12 Angry Men
SUBJECTS — U.S./1945 - 1991 & The Law (Jury Deliberations; Due Process);
SOCIAL-EMOTIONAL LEARNING — Justice;
MORAL-ETHICAL EMPHASIS — Fairness; Respect; Citizenship.
1957 Version: Age: 11+; Not Rated; Drama; 96 minutes; B & W.
1997 Version: Age: 11+; MPAA Rating: PG-13; Drama; 117 minutes; Color.
12 Angry Men shows jury deliberations in a murder trial from the inside:
-- the false starts
-- the personality conflicts
-- the anger and the prejudice
-- and finally the joint effort of several minds working together to find the truth.
The first vote is 11 to 1 to convict but ...
Jury service is one of the most important ways most citizens contribute to self-government. The TeachWithMovies.com Learning Guide for 12 Angry Men helps teachers guide students through an exploration of jury deliberations and the concept of due process.
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12 Angry Men is one of the classics of American film and probably the best way to show students due process in action during the deliberations of a jury.
Learning Guide Excerpt
To give you a sense of how our Learning Guides can be used by teachers to develop lesson plans, and by parents to supplement school curriculum or for homeschooling we have set out below some discussion questions from the Guide to 12 Angry Men. The Guide provides suggested answers to these and many other questions.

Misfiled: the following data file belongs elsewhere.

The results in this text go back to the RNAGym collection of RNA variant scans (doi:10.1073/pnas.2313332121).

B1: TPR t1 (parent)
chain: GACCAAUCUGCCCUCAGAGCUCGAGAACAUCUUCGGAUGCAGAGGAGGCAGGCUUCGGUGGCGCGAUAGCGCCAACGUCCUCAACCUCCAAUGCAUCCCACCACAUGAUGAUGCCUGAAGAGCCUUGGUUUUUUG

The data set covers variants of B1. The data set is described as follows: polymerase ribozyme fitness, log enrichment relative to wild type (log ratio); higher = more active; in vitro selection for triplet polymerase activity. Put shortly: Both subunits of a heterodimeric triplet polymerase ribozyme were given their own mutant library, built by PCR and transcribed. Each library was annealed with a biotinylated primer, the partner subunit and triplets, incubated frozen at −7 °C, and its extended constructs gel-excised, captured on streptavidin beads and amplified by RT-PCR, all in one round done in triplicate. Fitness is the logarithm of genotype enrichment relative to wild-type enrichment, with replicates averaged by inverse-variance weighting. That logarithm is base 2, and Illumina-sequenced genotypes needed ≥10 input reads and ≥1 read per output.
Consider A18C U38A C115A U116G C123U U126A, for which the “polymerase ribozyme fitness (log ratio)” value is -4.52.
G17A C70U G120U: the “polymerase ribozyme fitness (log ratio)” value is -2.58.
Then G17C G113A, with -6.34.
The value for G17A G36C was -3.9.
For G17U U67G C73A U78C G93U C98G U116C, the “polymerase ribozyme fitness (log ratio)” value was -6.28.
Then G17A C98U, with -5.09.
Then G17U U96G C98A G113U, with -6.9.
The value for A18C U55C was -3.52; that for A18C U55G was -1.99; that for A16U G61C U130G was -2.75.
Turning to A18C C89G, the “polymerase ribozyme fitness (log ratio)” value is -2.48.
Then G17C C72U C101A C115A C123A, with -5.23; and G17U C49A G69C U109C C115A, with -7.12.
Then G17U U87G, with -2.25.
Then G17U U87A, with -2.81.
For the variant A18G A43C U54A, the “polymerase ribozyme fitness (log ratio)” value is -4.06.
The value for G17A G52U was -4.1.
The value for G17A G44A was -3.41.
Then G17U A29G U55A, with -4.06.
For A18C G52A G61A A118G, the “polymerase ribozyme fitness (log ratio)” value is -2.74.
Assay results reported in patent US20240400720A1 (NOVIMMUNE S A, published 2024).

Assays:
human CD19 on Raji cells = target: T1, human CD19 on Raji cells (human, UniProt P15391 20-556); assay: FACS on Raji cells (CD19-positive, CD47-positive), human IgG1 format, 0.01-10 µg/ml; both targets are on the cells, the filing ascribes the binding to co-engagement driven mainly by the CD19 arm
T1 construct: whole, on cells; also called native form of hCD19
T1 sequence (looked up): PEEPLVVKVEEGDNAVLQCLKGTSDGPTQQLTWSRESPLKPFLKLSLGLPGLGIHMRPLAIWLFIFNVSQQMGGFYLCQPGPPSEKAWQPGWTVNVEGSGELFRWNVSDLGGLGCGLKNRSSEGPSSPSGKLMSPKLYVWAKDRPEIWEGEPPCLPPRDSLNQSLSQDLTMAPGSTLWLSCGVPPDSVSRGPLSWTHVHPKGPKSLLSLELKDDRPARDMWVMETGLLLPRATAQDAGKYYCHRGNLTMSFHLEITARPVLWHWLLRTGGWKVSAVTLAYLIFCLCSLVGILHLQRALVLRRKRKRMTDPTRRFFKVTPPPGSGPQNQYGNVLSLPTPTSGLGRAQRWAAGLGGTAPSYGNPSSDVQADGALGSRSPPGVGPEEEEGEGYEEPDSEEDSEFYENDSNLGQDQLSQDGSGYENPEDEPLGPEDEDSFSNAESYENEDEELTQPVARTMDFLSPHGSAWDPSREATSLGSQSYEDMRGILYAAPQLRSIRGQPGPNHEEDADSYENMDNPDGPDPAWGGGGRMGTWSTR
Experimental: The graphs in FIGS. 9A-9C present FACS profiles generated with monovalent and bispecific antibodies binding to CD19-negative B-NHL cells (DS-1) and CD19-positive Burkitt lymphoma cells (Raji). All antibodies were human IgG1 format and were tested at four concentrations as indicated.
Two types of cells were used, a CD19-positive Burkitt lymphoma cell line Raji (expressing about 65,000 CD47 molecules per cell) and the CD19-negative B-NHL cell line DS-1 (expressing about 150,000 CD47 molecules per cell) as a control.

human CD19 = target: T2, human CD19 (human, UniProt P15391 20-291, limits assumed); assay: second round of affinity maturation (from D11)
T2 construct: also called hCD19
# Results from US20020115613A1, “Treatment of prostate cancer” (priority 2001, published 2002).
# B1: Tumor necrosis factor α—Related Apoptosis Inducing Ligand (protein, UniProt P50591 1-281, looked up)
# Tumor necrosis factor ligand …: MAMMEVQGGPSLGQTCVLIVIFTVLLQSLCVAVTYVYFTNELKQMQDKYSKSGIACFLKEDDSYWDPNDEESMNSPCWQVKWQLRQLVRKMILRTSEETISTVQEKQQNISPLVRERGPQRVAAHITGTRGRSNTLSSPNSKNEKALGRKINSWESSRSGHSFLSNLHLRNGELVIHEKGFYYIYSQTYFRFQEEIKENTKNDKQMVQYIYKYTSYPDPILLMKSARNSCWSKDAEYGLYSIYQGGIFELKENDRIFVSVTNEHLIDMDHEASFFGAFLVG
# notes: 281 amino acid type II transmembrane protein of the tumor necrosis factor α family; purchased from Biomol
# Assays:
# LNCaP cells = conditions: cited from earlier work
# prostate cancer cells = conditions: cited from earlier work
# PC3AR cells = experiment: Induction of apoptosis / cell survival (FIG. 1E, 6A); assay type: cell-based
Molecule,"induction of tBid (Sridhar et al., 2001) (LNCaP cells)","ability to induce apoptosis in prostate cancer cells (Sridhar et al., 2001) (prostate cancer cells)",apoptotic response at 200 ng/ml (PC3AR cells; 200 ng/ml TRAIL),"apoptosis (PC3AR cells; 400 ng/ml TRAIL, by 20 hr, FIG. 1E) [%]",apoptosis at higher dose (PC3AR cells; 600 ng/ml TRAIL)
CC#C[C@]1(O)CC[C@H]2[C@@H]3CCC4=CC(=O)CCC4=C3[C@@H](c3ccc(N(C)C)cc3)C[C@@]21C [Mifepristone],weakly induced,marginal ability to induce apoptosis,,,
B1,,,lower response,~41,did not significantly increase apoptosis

Did the dissenting juror believe that the defendant was probably guilty or did he think the young man was innocent? Does it matter? Explain the reasons for your response.
One juror was prejudiced. Another juror wanted to get to a baseball game. Yet another juror was angry at his own son and, at first, wanted to take that anger out on the young defendant. How do the requirements of a unanimous verdict and proof beyond a reasonable doubt relate to the personal concerns that some jurors will bring to the jury room?
In this film, the dissenting juror did something that juror's are not supposed to do. What was it and why is it forbidden?
The Learning Guide to the film 12 Angry Men contains sections on Benefits of the Movie, Possible Problems, Helpful Background, Discussion Questions, Links to the Internet, and Bridges to Reading. The Discussion Questions are divided into three categories: Subject Matter, Social-Emotional Learning, and Moral-Ethical Emphasis.
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